Data privacy complaints about non-DMA Members rise in 2021

data privacy - Image by Pete Linforth of Pixabay

Issues around data management and privacy were a major concern among consumers and businesses in 2020/21, according to the Data and Marketing Commission’s (DMC) latest Annual Report. 

Privacy complaints

In the year ranging from July 2020 to June 2021, the DMC reported a rise in complaints against businesses across the data and marketing sector – rising by 33% year-on-year (from 63 to 84).

However, the DMC investigated fewer complaints involving members of the Data and Marketing Association (DMA) during this period – falling by 30% when compared to the previous year’s total.

Member complaints amounted to a fifth of the total number of complaints (19%). 75% of these were consumer complaints and 25% were about B2B issues.

The majority of complaints relate to data, privacy and quality (64%), with contractual (18%) and customer service (18%) problems making up the remainder.

“Since the introduction of the GDPR, we have seen complaints against DMA Members gradually lessen”, said Amerdeep Somal, Chief Commissioner of the DMC. 

“A key reason for this is likely down to an increasing awareness by member organisations of their obligation to be transparent, to be clear, to be respectful – subsequently more customers now recognise that their data is valued and protected”.

The largest proportion of complaints (81%), which involved organisations that are not members of the DMA, were referred by the DMC to other statutory or self-regulatory bodies. 

However, in some cases, particularly where they involved consumers unable to unsubscribe from unwanted communications, the DMC did reach out to the business to provide a reminder of its legal commitments and request that it unsubscribe the individual.

“Treating customers with empathy, authenticity and giving them a personal experience will impact customer sentiment in a positive way and will encourage the industry to use big data and other technology tools as a force for good”, Somal said.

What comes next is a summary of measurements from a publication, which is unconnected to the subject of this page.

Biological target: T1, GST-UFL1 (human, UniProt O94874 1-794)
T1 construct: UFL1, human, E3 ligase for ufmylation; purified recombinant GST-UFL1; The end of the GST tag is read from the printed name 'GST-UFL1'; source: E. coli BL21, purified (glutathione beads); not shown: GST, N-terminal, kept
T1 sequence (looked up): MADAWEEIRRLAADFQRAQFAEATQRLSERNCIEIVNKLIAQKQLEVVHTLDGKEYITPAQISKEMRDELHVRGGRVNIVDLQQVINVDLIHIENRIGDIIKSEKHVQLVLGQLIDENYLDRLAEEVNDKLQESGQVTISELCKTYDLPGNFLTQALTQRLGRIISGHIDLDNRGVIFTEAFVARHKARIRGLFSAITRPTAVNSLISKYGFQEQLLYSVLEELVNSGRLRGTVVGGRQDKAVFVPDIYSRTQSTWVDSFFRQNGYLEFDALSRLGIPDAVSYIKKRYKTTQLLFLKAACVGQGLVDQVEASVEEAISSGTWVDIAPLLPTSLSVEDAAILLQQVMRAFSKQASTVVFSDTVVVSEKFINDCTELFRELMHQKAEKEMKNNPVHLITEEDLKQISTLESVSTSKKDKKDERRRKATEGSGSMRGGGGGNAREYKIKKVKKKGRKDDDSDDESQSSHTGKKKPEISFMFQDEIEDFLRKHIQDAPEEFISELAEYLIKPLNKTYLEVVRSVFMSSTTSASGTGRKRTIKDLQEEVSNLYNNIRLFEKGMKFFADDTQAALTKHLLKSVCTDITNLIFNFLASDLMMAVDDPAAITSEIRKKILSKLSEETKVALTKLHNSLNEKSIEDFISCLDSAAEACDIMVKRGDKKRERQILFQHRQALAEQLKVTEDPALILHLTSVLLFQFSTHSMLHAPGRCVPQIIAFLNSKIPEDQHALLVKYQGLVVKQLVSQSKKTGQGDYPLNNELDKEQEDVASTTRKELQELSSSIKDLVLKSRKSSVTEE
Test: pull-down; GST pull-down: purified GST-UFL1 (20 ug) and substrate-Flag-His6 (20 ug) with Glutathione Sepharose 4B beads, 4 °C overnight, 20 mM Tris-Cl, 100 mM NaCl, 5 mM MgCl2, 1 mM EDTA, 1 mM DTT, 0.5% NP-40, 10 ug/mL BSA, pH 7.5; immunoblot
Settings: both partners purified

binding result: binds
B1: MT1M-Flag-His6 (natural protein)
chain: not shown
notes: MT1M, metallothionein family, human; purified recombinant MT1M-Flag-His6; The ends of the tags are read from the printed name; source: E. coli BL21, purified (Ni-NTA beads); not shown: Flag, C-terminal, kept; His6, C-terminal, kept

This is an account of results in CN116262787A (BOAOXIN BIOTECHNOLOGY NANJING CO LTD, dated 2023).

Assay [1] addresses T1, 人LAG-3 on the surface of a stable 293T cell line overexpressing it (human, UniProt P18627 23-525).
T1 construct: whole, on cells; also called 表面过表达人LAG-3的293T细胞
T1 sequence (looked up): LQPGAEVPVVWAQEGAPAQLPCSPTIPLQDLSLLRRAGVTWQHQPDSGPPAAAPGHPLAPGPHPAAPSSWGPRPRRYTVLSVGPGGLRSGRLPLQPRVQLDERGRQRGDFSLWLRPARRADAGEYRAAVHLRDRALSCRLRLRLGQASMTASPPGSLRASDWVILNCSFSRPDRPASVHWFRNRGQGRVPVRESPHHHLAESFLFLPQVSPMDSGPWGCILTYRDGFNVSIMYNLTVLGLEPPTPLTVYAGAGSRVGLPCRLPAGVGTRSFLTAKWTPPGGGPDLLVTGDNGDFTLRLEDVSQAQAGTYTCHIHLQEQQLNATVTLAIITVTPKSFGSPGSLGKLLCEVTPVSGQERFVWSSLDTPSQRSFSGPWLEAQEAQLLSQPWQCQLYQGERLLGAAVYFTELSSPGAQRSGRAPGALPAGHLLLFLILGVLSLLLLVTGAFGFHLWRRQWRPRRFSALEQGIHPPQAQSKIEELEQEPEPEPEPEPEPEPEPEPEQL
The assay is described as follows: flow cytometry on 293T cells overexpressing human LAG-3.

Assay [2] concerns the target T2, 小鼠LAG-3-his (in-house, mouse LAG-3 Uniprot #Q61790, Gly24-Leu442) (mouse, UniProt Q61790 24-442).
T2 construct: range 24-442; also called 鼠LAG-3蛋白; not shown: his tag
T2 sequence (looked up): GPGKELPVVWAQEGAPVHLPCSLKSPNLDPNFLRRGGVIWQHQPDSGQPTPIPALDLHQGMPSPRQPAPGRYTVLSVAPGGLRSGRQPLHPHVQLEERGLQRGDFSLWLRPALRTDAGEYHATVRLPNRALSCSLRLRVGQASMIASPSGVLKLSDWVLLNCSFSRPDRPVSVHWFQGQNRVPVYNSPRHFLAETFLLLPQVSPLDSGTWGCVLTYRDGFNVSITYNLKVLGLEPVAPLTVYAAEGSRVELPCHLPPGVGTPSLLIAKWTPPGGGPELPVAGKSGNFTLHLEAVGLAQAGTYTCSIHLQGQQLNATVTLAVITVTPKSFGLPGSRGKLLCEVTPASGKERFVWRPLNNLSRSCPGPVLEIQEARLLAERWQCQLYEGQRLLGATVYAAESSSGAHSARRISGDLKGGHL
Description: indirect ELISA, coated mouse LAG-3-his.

“Ultimately, we all must strive to improve trust in the industry and build a better experience for the customer.”

Evolving role of DMC and industry regulators

In the coming year, the DMC said it aims to become an ICO accredited Independent Monitoring Body with a clear remit to enforce a new GDPR Industry Code, through the registration of organisations who sign-up to the Code and the investigation of complaints.

A key challenge for regulators this year must be to boost industry knowledge surrounding grey areas of the GDPR – the industry must receive clarity around the use of legitimate interests for marketing. 

Regulators also continue to receive complaints from consumers post-GDPR about service emails, which should exist to provide key service updates. 

But there is still confusion about whether a service email is just a masked marketing email.

“As our industry evolves so, too, must the role of regulators like the ICO and DMC. We must bring education to the forefront and share learning from our investigations to improve industry practices. 

“This will help create an environment where businesses and marketers are encouraged to learn and increase the flow and exchange of information,” said Somal.